Here's an example I deal with every year. A student wants to write a paper about how much he or she wants to help the homeless. A worthy goal, if insanely complex, I suppose. So I often ask the student, "So you care about helping homeless people, do you?" They enthusiastically answer yes. I then reply, "Have you invited a homeless person to live in your home with you?" They always answer with a befuddled no. I then ask, "Have you emptied your bank account and handed that check to a homeless person?" Now, a more frustrated no. I finish with, "Are you willing to drop out of this comfortable college and be that homeless man's personal job hunter, clothier, and food provider so he can get on his feet?" No. That usually leads me to ask, "So how much do you actually care about homeless people if you haven't attempted to give them any of the life-altering things they need most?" The student usually huffs away, considering a topic change, and the point has been made.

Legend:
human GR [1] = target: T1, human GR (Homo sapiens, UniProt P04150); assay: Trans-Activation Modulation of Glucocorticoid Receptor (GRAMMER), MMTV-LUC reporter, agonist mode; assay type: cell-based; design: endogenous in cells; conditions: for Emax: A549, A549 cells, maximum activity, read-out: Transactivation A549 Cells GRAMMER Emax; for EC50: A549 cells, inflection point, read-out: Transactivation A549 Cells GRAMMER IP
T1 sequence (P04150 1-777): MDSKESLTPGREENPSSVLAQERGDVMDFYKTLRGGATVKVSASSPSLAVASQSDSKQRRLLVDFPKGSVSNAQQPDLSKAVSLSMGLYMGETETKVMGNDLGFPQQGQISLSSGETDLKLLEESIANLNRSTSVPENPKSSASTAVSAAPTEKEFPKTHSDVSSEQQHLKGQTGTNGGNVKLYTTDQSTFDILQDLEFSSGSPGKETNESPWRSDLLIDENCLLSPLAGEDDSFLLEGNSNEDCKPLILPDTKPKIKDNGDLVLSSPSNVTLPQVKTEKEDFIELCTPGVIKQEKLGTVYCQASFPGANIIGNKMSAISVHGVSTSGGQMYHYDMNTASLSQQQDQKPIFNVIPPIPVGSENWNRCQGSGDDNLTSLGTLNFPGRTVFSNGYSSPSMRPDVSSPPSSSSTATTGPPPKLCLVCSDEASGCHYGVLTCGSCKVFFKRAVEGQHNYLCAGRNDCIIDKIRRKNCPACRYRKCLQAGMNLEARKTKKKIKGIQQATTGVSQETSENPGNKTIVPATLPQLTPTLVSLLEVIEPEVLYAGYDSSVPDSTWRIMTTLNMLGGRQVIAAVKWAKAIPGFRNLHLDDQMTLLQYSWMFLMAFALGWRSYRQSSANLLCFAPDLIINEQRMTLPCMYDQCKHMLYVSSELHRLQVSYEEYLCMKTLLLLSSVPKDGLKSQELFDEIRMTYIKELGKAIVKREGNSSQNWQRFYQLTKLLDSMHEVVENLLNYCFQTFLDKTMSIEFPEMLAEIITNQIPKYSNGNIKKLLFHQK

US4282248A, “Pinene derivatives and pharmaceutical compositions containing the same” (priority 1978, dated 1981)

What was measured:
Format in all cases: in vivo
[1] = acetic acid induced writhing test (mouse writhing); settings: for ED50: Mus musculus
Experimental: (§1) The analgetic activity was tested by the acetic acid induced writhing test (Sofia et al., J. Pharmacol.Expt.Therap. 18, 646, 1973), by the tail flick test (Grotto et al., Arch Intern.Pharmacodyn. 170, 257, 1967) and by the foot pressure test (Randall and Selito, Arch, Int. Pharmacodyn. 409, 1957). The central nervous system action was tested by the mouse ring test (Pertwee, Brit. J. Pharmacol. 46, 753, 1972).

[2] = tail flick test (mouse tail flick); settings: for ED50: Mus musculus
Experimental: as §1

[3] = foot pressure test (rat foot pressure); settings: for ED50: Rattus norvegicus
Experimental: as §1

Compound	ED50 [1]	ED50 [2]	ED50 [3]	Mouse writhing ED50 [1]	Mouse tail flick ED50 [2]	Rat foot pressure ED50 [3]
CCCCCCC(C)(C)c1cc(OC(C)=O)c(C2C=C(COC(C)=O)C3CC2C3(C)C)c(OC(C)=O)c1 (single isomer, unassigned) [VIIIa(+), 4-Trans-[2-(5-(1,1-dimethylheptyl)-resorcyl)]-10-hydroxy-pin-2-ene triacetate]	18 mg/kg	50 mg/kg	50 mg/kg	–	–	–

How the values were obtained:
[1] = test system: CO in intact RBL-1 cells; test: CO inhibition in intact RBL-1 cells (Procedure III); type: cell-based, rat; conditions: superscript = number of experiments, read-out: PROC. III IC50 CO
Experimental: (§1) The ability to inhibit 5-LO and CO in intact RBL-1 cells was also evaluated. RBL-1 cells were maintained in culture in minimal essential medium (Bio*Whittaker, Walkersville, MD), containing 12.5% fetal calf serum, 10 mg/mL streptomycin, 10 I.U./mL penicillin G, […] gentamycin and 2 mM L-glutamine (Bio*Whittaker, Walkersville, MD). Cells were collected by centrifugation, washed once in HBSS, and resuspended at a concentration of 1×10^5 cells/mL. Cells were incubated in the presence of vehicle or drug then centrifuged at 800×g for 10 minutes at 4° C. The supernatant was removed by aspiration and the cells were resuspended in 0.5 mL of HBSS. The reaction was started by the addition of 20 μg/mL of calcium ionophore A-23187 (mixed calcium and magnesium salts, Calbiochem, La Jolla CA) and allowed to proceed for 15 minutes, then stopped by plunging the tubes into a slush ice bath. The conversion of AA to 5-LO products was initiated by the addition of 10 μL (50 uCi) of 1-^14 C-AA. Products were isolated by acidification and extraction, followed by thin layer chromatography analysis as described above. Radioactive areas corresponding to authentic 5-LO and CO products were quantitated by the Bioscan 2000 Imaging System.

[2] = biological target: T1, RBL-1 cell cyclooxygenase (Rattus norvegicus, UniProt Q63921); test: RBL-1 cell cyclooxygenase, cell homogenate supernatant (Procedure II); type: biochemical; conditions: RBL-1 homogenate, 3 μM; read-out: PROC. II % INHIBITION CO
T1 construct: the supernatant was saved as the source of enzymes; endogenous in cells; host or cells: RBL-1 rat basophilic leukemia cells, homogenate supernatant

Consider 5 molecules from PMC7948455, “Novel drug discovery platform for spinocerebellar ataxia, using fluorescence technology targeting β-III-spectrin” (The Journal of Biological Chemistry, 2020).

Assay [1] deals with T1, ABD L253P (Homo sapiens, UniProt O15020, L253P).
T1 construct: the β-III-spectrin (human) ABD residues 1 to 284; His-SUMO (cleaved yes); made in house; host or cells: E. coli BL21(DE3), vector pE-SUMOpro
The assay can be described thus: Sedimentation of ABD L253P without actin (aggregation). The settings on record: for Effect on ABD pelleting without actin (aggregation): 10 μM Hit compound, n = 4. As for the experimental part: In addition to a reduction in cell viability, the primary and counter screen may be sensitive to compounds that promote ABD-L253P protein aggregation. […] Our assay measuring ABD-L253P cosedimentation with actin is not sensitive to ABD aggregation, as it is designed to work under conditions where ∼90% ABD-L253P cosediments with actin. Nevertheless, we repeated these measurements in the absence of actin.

Many people today only demonstrate their activism to look like a good person to others and/or to mollify their own guilt regarding their participation in the problem. The article provides several interesting conclusions from an extensive research study that held constant across political ideology and personal background. We all want to be viewed as moral, especially among our particular in-groups. And anything that threatens that status increases the level of anger exhibited for certain topics, particularly social ones.
Next time a student in your class poses as a warrior for a cause, ask him if he really believes what he is saying, if he has actually sacrificed something in his own life for his stance, and if he would change his entire life to fix the problem. When he looks at you with glazed eyes, tell him to check out this psychology article and pay close attention to who he's actually trying to make feel better, the homeless guy or himself.